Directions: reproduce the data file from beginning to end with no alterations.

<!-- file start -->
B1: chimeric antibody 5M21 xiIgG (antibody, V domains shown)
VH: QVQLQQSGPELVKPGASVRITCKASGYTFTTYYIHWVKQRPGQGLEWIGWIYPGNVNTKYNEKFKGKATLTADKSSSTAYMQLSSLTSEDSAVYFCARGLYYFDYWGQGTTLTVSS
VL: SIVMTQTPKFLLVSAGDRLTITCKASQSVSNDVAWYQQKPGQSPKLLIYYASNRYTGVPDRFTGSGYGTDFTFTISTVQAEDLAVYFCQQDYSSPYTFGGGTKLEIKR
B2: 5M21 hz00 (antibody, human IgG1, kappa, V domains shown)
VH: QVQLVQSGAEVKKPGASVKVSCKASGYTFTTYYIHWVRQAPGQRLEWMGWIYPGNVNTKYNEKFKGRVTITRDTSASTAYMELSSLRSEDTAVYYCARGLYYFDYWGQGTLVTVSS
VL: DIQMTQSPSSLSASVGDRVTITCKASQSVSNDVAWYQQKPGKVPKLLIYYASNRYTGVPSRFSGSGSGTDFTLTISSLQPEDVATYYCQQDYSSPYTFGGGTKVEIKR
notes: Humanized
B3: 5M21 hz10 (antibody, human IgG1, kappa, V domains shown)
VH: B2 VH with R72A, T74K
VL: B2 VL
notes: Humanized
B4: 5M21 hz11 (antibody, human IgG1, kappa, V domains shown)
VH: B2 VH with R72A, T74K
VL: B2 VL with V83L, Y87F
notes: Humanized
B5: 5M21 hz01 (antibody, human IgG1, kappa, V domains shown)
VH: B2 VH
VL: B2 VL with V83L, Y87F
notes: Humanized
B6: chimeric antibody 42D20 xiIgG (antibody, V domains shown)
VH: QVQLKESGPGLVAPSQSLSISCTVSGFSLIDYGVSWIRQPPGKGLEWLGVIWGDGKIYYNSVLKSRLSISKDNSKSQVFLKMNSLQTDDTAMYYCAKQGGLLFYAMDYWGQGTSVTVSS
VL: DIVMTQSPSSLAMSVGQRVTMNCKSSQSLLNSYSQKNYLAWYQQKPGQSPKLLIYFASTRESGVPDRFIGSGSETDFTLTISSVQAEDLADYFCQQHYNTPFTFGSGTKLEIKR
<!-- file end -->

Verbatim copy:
B1: chimeric antibody 5M21 xiIgG (antibody, V domains shown)
VH: QVQLQQSGPELVKPGASVRITCKASGYTFTTYYIHWVKQRPGQGLEWIGWIYPGNVNTKYNEKFKGKATLTADKSSSTAYMQLSSLTSEDSAVYFCARGLYYFDYWGQGTTLTVSS
VL: SIVMTQTPKFLLVSAGDRLTITCKASQSVSNDVAWYQQKPGQSPKLLIYYASNRYTGVPDRFTGSGYGTDFTFTISTVQAEDLAVYFCQQDYSSPYTFGGGTKLEIKR
B2: 5M21 hz00 (antibody, human IgG1, kappa, V domains shown)
VH: QVQLVQSGAEVKKPGASVKVSCKASGYTFTTYYIHWVRQAPGQRLEWMGWIYPGNVNTKYNEKFKGRVTITRDTSASTAYMELSSLRSEDTAVYYCARGLYYFDYWGQGTLVTVSS
VL: DIQMTQSPSSLSASVGDRVTITCKASQSVSNDVAWYQQKPGKVPKLLIYYASNRYTGVPSRFSGSGSGTDFTLTISSLQPEDVATYYCQQDYSSPYTFGGGTKVEIKR
notes: Humanized
B3: 5M21 hz10 (antibody, human IgG1, kappa, V domains shown)
VH: B2 VH with R72A, T74K
VL: B2 VL
notes: Humanized
B4: 5M21 hz11 (antibody, human IgG1, kappa, V domains shown)
VH: B2 VH with R72A, T74K
VL: B2 VL with V83L, Y87F
notes: Humanized
B5: 5M21 hz01 (antibody, human IgG1, kappa, V domains shown)
VH: B2 VH
VL: B2 VL with V83L, Y87F
notes: Humanized
B6: chimeric antibody 42D20 xiIgG (antibody, V domains shown)
VH: QVQLKESGPGLVAPSQSLSISCTVSGFSLIDYGVSWIRQPPGKGLEWLGVIWGDGKIYYNSVLKSRLSISKDNSKSQVFLKMNSLQTDDTAMYYCAKQGGLLFYAMDYWGQGTSVTVSS
VL: DIVMTQSPSSLAMSVGQRVTMNCKSSQSLLNSYSQKNYLAWYQQKPGQSPKLLIYFASTRESGVPDRFIGSGSETDFTLTISSVQAEDLADYFCQQHYNTPFTFGSGTKLEIKR